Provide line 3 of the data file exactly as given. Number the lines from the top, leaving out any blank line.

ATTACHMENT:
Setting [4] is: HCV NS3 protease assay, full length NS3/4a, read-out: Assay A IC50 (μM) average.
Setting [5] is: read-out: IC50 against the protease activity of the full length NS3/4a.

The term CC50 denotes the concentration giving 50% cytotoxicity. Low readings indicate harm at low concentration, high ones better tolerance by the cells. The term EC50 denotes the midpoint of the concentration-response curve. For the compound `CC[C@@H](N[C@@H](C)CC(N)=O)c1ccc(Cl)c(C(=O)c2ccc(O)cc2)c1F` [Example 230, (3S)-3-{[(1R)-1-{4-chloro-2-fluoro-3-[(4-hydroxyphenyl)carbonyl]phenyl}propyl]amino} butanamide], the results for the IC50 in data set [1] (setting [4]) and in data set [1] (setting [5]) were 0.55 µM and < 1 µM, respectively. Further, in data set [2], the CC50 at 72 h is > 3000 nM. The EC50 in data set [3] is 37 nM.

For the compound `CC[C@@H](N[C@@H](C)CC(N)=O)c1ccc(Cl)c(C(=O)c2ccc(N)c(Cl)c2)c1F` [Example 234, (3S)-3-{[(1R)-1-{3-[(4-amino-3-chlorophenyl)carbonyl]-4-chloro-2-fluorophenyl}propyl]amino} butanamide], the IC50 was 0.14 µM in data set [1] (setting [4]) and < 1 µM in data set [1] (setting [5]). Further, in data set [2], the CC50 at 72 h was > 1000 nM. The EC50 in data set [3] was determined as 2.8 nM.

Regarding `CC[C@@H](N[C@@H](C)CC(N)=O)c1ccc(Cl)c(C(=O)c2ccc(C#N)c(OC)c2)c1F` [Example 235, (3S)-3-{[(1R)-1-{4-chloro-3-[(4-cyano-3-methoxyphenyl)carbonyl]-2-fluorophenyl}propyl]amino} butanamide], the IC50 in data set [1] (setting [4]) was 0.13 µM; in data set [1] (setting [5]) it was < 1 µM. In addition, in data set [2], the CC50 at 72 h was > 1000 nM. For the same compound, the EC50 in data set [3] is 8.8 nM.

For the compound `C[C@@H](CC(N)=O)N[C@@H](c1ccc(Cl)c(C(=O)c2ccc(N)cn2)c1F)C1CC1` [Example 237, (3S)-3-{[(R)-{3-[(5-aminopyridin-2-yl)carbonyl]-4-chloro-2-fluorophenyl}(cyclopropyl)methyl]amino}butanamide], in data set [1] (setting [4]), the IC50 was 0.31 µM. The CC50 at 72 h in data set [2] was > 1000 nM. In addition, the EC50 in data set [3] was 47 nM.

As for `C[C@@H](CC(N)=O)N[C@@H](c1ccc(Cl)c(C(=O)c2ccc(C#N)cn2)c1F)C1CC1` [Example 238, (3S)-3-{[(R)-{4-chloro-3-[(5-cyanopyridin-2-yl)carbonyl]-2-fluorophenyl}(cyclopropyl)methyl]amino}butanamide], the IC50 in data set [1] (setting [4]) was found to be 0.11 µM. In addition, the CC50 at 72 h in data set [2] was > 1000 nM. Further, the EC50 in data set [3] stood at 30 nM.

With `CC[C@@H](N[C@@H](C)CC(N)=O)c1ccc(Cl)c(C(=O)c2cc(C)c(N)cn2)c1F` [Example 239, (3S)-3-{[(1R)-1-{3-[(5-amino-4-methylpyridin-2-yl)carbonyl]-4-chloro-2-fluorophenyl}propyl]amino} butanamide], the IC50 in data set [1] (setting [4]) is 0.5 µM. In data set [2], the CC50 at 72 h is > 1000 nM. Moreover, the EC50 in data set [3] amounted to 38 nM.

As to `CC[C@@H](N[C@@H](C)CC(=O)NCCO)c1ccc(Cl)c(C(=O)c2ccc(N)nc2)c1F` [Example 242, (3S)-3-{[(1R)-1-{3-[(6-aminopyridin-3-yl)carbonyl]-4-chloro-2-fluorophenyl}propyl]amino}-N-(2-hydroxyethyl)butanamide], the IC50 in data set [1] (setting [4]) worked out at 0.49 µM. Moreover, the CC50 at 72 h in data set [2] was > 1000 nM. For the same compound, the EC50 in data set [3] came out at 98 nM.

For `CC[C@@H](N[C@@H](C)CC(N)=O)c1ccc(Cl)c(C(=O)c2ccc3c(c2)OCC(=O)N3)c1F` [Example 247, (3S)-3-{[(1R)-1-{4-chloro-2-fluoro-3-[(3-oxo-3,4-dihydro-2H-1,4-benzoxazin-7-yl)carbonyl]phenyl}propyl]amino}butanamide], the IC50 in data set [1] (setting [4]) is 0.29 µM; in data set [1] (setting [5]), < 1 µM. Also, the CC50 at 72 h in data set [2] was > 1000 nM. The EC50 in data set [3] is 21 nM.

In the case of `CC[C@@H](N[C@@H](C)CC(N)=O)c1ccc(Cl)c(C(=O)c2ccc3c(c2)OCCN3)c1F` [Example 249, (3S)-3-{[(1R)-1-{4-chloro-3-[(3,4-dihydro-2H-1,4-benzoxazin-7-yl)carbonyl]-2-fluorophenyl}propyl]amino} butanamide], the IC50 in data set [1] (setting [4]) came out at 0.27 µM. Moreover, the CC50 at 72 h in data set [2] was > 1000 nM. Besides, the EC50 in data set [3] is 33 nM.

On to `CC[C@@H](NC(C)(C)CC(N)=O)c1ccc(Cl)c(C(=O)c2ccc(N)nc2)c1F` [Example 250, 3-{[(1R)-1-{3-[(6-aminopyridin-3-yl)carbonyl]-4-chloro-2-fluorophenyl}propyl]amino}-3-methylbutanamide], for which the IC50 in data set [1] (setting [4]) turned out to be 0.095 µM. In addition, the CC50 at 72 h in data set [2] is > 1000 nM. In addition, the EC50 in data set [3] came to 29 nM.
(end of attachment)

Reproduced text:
The term CC50 denotes the concentration giving 50% cytotoxicity. Low readings indicate harm at low concentration, high ones better tolerance by the cells. The term EC50 denotes the midpoint of the concentration-response curve. For the compound `CC[C@@H](N[C@@H](C)CC(N)=O)c1ccc(Cl)c(C(=O)c2ccc(O)cc2)c1F` [Example 230, (3S)-3-{[(1R)-1-{4-chloro-2-fluoro-3-[(4-hydroxyphenyl)carbonyl]phenyl}propyl]amino} butanamide], the results for the IC50 in data set [1] (setting [4]) and in data set [1] (setting [5]) were 0.55 µM and < 1 µM, respectively. Further, in data set [2], the CC50 at 72 h is > 3000 nM. The EC50 in data set [3] is 37 nM.